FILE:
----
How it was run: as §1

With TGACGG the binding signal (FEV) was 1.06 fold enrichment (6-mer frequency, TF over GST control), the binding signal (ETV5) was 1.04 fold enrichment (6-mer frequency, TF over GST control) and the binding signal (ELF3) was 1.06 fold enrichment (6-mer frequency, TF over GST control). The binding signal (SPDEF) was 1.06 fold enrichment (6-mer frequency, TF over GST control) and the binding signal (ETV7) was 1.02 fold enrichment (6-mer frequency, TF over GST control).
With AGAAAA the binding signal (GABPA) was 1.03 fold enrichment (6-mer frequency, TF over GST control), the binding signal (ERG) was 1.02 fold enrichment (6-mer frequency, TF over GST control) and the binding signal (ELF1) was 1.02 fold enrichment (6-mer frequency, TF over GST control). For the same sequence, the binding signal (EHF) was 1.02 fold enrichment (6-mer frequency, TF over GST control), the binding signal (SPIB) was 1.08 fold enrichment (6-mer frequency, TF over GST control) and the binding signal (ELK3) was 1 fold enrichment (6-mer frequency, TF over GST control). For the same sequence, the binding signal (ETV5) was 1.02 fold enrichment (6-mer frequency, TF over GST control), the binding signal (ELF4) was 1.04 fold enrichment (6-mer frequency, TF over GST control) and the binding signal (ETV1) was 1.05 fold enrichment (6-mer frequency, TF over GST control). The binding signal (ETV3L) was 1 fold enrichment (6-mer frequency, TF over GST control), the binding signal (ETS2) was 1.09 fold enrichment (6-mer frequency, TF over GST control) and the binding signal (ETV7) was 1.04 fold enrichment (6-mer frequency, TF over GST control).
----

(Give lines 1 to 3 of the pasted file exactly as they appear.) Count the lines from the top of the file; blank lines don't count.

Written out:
How it was run: as §1

With TGACGG the binding signal (FEV) was 1.06 fold enrichment (6-mer frequency, TF over GST control), the binding signal (ETV5) was 1.04 fold enrichment (6-mer frequency, TF over GST control) and the binding signal (ELF3) was 1.06 fold enrichment (6-mer frequency, TF over GST control). The binding signal (SPDEF) was 1.06 fold enrichment (6-mer frequency, TF over GST control) and the binding signal (ETV7) was 1.02 fold enrichment (6-mer frequency, TF over GST control).
With AGAAAA the binding signal (GABPA) was 1.03 fold enrichment (6-mer frequency, TF over GST control), the binding signal (ERG) was 1.02 fold enrichment (6-mer frequency, TF over GST control) and the binding signal (ELF1) was 1.02 fold enrichment (6-mer frequency, TF over GST control). For the same sequence, the binding signal (EHF) was 1.02 fold enrichment (6-mer frequency, TF over GST control), the binding signal (SPIB) was 1.08 fold enrichment (6-mer frequency, TF over GST control) and the binding signal (ELK3) was 1 fold enrichment (6-mer frequency, TF over GST control). For the same sequence, the binding signal (ETV5) was 1.02 fold enrichment (6-mer frequency, TF over GST control), the binding signal (ELF4) was 1.04 fold enrichment (6-mer frequency, TF over GST control) and the binding signal (ETV1) was 1.05 fold enrichment (6-mer frequency, TF over GST control). The binding signal (ETV3L) was 1 fold enrichment (6-mer frequency, TF over GST control), the binding signal (ETS2) was 1.09 fold enrichment (6-mer frequency, TF over GST control) and the binding signal (ETV7) was 1.04 fold enrichment (6-mer frequency, TF over GST control).